WASHINGTON — Christmas is the season of peace on earth and good will toward men, a time for sharing and bringing out the best in the worst of us. It is also a time of year parents all across the country are lying to their children--the Santa Claus lie.
The Santa Claus lie goes something like this: A jolly fat man in a red suit is going to land a herd of reindeer on the roof without making a sound, squeeze his sizable belly down a 12-inch square chimney and leave a bunch of wonderful goodies, no strings attached. Not only that, but he's going to do all this without leaving any soot marks on the carpet.
While it may sound incredible that a loving parent would try to pull a fast one like this on a kid, the facts are that every 4-year-old who hears it buys the whole story--hook, line and sinker.
Relax, Mom and Dad. Even in an age when you're supposed to tell the kids the absolute truth about everything from sex to divorce to that speeding ticket you got last week, the experts say it's perfectly OK to lay out the Santa lie in all its glory.
That's because, as everyone really knows, Santa Claus is not a lie.
"I simply don't consider it a lie," says Dr. Barbara Korsch, head of the division of pediatrics at Childrens Hospital of Los Angeles. "It's one of those beautiful myths we have in our culture.
"Young children have a lot of fantasies," Korsch adds. "If it's told in a format where it's beautiful and magical . . . then this is an enhancement to childrens' lives."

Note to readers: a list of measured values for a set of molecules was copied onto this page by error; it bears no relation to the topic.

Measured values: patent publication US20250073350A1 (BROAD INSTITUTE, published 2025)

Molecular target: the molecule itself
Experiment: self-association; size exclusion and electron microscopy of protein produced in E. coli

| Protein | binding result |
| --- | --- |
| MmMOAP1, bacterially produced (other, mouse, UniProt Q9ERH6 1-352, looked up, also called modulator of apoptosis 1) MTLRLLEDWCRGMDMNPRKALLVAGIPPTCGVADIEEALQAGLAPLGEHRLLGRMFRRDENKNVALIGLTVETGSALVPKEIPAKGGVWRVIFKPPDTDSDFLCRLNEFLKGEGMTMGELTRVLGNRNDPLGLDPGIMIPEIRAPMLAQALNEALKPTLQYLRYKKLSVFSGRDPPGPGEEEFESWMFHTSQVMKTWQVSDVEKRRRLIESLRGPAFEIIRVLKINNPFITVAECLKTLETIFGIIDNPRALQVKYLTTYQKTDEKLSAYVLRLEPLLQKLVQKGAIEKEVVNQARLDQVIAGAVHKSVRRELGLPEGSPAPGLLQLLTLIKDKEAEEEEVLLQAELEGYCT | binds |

Dr. Morris Green, chairman of the department of pediatrics at the Indiana University Medical Center, agrees.
The Santa Claus myth, he says, "meets a need of children and also parents. Santa Claus is one of those nice, playful, wish-it-were-true illusions. I think it's a mistake to raise children without any illusions, because then it would be a very barren, Spartan existence."
Dr. Joseph Noshpitz, senior attending child psychiatrist at Children's Hospital in Washington, D.C., says children are most receptive to the Santa Claus myth at about age 3, "when magical things seem very possible, so very real."
Most children, Noshpitz says, should believe in Santa until about age 5 to 7, though many will pretend to believe beyond that age to perpetuate the fun of the myth or please parents who get a great deal of joy from living out the story.
While the experts are all for telling children about Santa, they also add some caution about how it should be done in order to keep it fun and protect the integrity of parents in the eyes of their children.
"It's possible to lie to a child, but there are so many ways to explain things to children that both maintain the value of the story, but avoid the verity that a myth should not have," Noshpitz said.
Noshpitz's suggestion for a parent's Christmas Eve explanation of Santa: "Tomorrow is the time when the great story that we have is that Santa Claus comes and brings presents, and Santa looks likes so and so . . . and you might show the child a picture. And if the child says, 'Is it true?' Mommy says, 'It's one of our most important stories.'
"You don't lie," he continued, "but you preserve it as a story."
Green suggests parents questioned by their children might say, "There really isn't a Santa Claus, but there is in your mind. It's a nice custom."
A Santa Claus who is exploited "either by parents or some of that commercialism . . . can be bad for children," according to Korsch, who dislikes the effect on children of "department stores who present Santa in a way that is commercial and tawdry and cheap."
"I don't think the cultural things should be devalued or belittled," agrees Noshpitz. "They should be treasured. Play the game."